A couple of months ago I read an interesting article on what it feels like to be an open source maintainer, and I’ve been wanting to write a response ever since.
I found it when the founder and benevolent dictator of Home Assistant, Paulus Schoutsen, mentioned it on twitter, but it applies to any medium sized open source project.
It should be required reading for any potential contributor and even for users. If it doesn’t make you more conscious of how you interact with open source maintainers then it’s either preaching to the converted (and good for you) or you need to read it again until it sinks in.
As a user, the main thing to remember is that those projects started because the lead developer wanted to scratch an itch – they started the project to solve a problem they had, or to play with some interesting new technology. It’s usually a hobby or sideline.
It must be a huge buzz when other people start to get involved and see the value in what they’re doing, but the transition to being both developer and maintainer of a community of users is always going to be hard. Writing documentation, setting up a forum, answering bug reports and assessing code contributions are massively time consuming and less interesting than working on the code.
Be grateful, be very grateful, that they do it.
Remember that these are not like the big open source projects, such as Apache, that have commercial backing and are able to pay people to do the tedious grunt work of documentation. If you’re asking a question you’re asking someone to devote some of their free time to you. Always keep that in mind.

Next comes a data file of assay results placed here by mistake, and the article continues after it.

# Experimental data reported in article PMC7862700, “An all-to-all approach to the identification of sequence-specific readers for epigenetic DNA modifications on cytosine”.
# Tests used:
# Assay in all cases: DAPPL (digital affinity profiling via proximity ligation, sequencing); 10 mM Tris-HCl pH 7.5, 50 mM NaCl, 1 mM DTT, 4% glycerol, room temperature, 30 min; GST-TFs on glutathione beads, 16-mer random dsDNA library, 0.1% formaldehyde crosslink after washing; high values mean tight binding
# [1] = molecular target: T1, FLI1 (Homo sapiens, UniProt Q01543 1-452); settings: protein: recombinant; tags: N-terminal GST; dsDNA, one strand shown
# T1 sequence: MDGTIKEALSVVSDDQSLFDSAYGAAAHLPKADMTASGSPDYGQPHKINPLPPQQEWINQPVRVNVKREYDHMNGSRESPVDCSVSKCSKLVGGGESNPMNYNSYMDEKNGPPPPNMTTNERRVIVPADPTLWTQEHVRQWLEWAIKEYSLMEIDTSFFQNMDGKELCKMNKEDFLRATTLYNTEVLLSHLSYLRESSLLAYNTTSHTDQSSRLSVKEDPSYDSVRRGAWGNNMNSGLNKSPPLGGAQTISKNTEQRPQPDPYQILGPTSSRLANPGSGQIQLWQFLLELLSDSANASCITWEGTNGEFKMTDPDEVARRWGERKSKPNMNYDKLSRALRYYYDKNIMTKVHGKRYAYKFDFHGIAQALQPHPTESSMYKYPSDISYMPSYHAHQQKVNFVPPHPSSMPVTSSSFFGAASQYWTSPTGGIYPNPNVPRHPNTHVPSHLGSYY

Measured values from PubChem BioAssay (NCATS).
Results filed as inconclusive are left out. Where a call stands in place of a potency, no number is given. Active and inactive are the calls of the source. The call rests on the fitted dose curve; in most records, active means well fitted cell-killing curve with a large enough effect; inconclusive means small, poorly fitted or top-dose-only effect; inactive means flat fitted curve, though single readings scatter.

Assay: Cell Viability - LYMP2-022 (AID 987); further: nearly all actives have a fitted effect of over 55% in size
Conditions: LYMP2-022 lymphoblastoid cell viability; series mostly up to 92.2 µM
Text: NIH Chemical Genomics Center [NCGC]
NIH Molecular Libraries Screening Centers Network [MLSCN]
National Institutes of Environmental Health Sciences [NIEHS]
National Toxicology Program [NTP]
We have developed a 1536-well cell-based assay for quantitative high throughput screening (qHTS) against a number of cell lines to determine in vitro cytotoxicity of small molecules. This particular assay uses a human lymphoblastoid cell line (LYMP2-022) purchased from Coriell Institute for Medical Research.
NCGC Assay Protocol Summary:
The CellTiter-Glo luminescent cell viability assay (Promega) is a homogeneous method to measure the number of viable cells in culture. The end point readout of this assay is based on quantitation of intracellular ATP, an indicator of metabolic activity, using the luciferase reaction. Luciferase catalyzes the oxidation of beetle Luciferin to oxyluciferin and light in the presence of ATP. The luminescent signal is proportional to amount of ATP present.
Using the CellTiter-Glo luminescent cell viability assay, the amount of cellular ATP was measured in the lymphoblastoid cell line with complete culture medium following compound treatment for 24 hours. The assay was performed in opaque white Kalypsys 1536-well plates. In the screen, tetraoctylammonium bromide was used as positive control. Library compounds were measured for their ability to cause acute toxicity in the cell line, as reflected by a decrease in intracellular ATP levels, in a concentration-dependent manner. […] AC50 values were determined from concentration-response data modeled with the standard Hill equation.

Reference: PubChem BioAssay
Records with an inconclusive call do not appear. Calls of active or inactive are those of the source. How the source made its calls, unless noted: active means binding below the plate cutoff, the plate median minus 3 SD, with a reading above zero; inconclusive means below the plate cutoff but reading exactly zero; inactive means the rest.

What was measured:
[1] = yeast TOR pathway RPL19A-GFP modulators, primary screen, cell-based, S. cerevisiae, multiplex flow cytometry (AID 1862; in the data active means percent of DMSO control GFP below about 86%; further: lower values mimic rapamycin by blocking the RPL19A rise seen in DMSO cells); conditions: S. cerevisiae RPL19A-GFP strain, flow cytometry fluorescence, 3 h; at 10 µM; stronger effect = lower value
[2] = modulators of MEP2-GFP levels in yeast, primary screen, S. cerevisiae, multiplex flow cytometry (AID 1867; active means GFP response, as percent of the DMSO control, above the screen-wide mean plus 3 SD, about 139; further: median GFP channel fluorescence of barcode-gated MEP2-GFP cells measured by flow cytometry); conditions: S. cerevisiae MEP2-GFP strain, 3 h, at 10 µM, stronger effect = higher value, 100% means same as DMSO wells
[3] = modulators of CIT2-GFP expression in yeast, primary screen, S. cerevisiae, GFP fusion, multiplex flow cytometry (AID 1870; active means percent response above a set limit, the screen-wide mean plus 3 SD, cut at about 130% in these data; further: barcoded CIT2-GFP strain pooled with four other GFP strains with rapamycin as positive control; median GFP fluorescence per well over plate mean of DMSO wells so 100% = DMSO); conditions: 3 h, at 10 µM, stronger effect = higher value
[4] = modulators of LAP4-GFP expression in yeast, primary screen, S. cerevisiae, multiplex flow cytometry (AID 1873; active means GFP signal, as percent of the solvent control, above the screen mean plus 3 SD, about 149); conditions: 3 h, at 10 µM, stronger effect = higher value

As a user, make sure you get the basics right:
- Read the documentation.
- Use the forums if they exist, rather than go straight to the developers. Don’t forget to search them first before asking a new question.
- Experiment for yourself before you ask a question – try different things.
- If you think you’ve found a bug, try to create the simplest possible case to reproduce it.
- If you do file a bug report or request, make sure you follow up by answering questions to clarify it and by testing any fixes or features that result.
- If you have the skills, read the code. It’s the definitive way to figure out what’s going on.
- Always be polite! It applies to commercial software as well, but at least that should have support engineers being paid to deal with your problems.
Finally, get involved. Give something back. Open source is a two way street – you get out what you put in. There are always commercial off the shelf alternatives if that’s not for you… 😉
If you use the forums, take some time out to read other users questions and answer them if you can. As you get more experienced with the software you can help out others going through the same learning curve, even if it’s just pointing them in the right direction with a link to some documentation they may have missed.
That’s why I write blog posts for each step of my Home Assistant setup, and include the technical details. I hope other people find them useful – that maybe something that hasn’t quite clicked from reading the official documentation will become clearer when combined with reading my blog.
That, and participating in the forum, is about all I can do to help at the moment. I’d love to get involved with adding to the official documentation but I can’t guarantee the time and don’t want to make promises I can’t keep. That’s another big no-no for new users and potential contributors – don’t promise anything you’re not confident you can deliver.
As users we should be extremely grateful that people like Paulus share their creations with us. They don’t get enough thanks, so I’d like to end this post with a massive thank you to him and the rest of the contributors to Home Assistant and all of the other open source projects I use.in Random Musings